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Climate Mechanism for Stronger Typhoons in a Warmer World

Title: Climate Mechanism for Stronger Typhoons in a Warmer World.
Name(s): Kang, Nam-Young, author
Elsner, James B., author
Type of Resource: text
Genre: Text
Date Issued: 2016-02
Physical Form: computer
online resource
Extent: 1 online resource
Language(s): English
Abstract/Description: Violent typhoons continue to have catastrophic impacts on economies and welfare, but how they are responding to global warming has yet to be fully understood. Here, an empirical framework is used to explain physically why observations support a tight connection between increasing ocean warmth and the increasing intensity of supertyphoons in the western North Pacific. It is shown that the energy needed for deep convection is on the rise with greater heat and moisture in the lower tropical troposphere but that this energy remains untapped when air pressure is high. Accordingly, tropical cyclone formation is becoming less common, but those that do form are likely to reach extreme intensities from the discharge of stored energy. These thermodynamic changes to the environment most significantly influence the upper portion of extreme typhoon intensities, indicating that supertyphoons are likely to be stronger at the expense of overall tropical cyclone occurrences in the western North Pacific.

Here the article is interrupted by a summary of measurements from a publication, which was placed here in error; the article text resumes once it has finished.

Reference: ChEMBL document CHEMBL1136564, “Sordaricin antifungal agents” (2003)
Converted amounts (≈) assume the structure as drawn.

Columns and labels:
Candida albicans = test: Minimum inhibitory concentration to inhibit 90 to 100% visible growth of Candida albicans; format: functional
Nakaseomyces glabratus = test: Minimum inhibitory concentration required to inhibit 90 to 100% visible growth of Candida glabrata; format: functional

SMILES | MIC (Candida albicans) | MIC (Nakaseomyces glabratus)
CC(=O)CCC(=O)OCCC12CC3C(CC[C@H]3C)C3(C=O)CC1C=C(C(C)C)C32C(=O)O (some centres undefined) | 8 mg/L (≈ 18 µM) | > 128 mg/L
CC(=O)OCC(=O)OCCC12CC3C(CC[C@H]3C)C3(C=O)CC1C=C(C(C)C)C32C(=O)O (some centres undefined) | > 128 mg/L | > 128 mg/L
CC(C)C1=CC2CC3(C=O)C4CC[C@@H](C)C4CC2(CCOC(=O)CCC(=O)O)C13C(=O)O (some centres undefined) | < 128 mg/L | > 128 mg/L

Identifier: FSU_libsubv1_wos_000369285500001 (IID), 10.1175/JCLI-D-15-0585.1 (DOI)
Keywords: Atm, Climate change, intensity, Mathematical and statistical techniques, Ocean Structure, Phenomena, Physical Meteorology and Climatology, Statistics, tropical cyclones, western north pacific
Publication Note: The publisher’s version of record is available at
Persistent Link to This Record:
Host Institution: FSU
Is Part Of: Journal of Climate.
Issue: iss. 3, vol. 29

Choose the citation style.
Kang, N. -Y., & Elsner, J. B. (2016). Climate Mechanism for Stronger Typhoons in a Warmer World. Journal Of Climate. Retrieved from